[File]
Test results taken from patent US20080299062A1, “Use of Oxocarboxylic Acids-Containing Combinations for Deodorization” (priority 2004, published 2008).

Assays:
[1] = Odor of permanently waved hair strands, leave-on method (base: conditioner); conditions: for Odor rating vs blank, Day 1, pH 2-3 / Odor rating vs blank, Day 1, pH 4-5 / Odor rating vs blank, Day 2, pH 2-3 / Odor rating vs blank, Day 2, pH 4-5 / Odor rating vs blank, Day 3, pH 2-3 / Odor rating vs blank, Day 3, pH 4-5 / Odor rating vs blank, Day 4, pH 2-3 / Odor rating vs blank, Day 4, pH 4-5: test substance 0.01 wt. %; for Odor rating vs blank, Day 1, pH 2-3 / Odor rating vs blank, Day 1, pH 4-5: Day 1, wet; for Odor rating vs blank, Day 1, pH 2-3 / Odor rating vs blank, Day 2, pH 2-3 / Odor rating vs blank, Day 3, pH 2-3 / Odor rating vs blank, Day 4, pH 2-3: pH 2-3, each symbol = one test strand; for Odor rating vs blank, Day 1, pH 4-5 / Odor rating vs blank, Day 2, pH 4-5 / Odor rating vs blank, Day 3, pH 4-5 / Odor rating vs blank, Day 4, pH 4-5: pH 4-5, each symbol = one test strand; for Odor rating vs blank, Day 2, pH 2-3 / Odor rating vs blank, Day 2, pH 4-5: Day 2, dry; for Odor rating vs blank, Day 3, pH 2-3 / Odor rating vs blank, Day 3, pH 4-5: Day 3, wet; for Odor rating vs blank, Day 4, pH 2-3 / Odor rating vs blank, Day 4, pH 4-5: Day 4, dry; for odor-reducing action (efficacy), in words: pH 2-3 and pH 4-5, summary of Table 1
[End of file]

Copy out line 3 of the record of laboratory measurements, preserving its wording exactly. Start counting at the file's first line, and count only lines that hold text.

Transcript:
[1] = Odor of permanently waved hair strands, leave-on method (base: conditioner); conditions: for Odor rating vs blank, Day 1, pH 2-3 / Odor rating vs blank, Day 1, pH 4-5 / Odor rating vs blank, Day 2, pH 2-3 / Odor rating vs blank, Day 2, pH 4-5 / Odor rating vs blank, Day 3, pH 2-3 / Odor rating vs blank, Day 3, pH 4-5 / Odor rating vs blank, Day 4, pH 2-3 / Odor rating vs blank, Day 4, pH 4-5: test substance 0.01 wt. %; for Odor rating vs blank, Day 1, pH 2-3 / Odor rating vs blank, Day 1, pH 4-5: Day 1, wet; for Odor rating vs blank, Day 1, pH 2-3 / Odor rating vs blank, Day 2, pH 2-3 / Odor rating vs blank, Day 3, pH 2-3 / Odor rating vs blank, Day 4, pH 2-3: pH 2-3, each symbol = one test strand; for Odor rating vs blank, Day 1, pH 4-5 / Odor rating vs blank, Day 2, pH 4-5 / Odor rating vs blank, Day 3, pH 4-5 / Odor rating vs blank, Day 4, pH 4-5: pH 4-5, each symbol = one test strand; for Odor rating vs blank, Day 2, pH 2-3 / Odor rating vs blank, Day 2, pH 4-5: Day 2, dry; for Odor rating vs blank, Day 3, pH 2-3 / Odor rating vs blank, Day 3, pH 4-5: Day 3, wet; for Odor rating vs blank, Day 4, pH 2-3 / Odor rating vs blank, Day 4, pH 4-5: Day 4, dry; for odor-reducing action (efficacy), in words: pH 2-3 and pH 4-5, summary of Table 1